A sensitivity analysis will be conducted by exploring the effects of precipitation variability. The model will be run under different scenarios where just one variable at a time is varied. For example, in one set of runs, we would hold all variables but watering availability constant, and in one run try watering availability in a poor rain year. In another run the model will try a moderately poor rain year, then an average rain year, a moderately good rain year, and a final run in a very good rain year. In a second set of runs, we would assume the effects of variation in rainfall on a different variable, and hold water availability and the rest of the variables constant.

Animal Population Vulnerability Assessment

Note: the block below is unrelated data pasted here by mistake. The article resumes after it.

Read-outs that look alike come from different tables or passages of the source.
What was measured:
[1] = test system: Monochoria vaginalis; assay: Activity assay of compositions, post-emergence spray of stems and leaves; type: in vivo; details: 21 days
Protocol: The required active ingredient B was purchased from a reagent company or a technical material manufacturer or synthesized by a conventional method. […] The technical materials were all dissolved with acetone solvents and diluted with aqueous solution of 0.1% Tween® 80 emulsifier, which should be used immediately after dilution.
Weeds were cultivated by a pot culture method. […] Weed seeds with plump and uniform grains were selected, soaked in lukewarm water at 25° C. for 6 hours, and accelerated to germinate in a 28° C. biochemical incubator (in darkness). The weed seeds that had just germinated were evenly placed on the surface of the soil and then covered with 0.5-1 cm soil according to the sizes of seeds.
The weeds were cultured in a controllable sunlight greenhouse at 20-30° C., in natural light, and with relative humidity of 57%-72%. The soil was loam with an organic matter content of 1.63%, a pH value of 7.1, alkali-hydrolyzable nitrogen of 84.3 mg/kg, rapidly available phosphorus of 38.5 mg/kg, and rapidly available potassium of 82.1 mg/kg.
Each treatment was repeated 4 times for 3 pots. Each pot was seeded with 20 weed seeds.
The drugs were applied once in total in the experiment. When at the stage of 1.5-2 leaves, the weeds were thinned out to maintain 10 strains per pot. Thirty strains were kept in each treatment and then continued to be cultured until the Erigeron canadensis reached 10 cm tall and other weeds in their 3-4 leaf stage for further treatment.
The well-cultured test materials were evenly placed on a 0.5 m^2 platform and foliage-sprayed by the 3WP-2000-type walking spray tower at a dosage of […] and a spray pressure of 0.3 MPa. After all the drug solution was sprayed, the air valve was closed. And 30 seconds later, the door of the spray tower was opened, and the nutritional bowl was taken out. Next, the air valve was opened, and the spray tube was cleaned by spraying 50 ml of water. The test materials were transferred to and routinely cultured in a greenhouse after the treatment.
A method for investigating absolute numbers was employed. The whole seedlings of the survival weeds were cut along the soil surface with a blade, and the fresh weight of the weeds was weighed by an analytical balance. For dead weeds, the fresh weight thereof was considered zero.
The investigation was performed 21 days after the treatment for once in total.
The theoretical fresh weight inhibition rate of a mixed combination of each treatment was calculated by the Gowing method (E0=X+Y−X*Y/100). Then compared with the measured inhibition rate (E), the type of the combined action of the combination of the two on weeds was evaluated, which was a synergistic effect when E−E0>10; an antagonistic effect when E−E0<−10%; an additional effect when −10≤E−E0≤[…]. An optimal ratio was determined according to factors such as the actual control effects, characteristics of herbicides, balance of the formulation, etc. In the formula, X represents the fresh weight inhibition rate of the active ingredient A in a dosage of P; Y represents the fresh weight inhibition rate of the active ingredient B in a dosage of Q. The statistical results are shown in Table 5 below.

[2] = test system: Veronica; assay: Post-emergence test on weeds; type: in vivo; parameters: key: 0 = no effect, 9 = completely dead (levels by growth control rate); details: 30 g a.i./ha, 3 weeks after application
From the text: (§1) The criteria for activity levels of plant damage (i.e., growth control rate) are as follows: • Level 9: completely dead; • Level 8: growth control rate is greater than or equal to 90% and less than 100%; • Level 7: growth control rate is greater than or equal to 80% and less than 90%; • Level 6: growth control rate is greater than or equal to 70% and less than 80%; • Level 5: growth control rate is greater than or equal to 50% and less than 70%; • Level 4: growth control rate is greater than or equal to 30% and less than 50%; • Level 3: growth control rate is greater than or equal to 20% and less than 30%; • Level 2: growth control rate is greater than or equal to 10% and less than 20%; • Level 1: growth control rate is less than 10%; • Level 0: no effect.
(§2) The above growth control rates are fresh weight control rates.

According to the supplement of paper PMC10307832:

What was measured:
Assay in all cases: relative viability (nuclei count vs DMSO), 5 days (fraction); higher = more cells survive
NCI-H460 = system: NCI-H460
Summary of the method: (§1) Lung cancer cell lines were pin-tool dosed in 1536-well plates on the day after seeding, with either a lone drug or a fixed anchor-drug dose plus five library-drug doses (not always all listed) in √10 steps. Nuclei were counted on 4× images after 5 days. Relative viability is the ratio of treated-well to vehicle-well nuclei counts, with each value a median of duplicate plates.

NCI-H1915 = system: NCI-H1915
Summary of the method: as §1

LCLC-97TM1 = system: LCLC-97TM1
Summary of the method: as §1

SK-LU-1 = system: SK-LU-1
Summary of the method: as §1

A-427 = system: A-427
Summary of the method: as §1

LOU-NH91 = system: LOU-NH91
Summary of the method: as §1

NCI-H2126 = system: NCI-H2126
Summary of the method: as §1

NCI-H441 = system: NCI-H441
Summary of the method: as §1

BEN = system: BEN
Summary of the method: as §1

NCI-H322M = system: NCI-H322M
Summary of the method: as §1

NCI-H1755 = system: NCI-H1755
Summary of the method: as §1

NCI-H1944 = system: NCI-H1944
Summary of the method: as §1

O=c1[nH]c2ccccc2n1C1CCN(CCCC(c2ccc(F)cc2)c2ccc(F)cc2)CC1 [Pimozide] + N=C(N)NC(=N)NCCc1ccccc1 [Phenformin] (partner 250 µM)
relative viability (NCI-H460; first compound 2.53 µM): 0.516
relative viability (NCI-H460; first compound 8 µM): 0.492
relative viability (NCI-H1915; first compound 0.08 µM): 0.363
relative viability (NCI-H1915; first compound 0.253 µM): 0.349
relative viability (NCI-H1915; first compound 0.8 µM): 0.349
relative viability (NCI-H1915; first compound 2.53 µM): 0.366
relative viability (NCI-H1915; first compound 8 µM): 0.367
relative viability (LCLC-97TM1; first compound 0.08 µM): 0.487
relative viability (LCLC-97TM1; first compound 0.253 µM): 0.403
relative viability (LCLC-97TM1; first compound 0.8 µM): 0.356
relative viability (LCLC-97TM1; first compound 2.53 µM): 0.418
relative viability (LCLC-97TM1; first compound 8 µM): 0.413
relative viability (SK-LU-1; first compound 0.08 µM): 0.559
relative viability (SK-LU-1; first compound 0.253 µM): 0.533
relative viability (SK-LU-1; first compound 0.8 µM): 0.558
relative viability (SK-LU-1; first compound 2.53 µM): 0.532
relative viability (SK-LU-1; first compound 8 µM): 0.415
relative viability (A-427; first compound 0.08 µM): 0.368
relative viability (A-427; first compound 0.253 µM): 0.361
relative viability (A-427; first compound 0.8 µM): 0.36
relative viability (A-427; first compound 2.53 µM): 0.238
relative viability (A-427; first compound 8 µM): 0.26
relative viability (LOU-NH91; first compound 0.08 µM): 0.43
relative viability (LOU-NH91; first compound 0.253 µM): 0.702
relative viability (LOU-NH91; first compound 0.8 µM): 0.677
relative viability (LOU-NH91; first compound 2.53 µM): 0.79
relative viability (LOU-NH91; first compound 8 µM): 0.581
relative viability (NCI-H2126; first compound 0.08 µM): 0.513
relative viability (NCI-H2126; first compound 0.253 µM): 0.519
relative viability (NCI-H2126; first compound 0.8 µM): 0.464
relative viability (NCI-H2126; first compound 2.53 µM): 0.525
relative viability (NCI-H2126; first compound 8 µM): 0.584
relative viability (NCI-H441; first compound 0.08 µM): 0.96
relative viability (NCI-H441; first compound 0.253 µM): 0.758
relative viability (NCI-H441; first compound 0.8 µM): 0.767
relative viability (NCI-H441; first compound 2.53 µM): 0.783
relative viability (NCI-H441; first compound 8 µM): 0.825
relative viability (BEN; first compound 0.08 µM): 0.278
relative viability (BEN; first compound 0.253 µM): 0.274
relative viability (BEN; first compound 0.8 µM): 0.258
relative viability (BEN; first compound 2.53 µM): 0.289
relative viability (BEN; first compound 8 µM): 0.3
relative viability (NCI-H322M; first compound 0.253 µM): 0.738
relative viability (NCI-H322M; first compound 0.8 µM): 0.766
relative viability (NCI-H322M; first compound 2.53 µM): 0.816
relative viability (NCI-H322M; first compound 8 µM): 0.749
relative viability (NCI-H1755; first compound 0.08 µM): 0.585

Animal population data will be collected for each species. Existing data on animal numbers and distribution will be consolidated and updated using aerial and ground census techniques. To exclude human influence (poaching of the key species for example) as a possible cause of any impact that the study might detect, the study will analyze the law enforcement effort data in these areas and assess its influence on animal species abundance and distribution.

Millsap et al. (1990) used biological vulnerability and state of knowledge to provide a logical ranking of all vertebrate taxa in Florida. In this study, however, we will only employ the biological variables which measure characteristics of population status or life history because the action variables become useful when ranking different species to set conservation priorities for each of them in an area. Those variables are as follows: population size, trend, range size, distribution trend, population concentration, reproductive potential for recovery, and ecological specialization.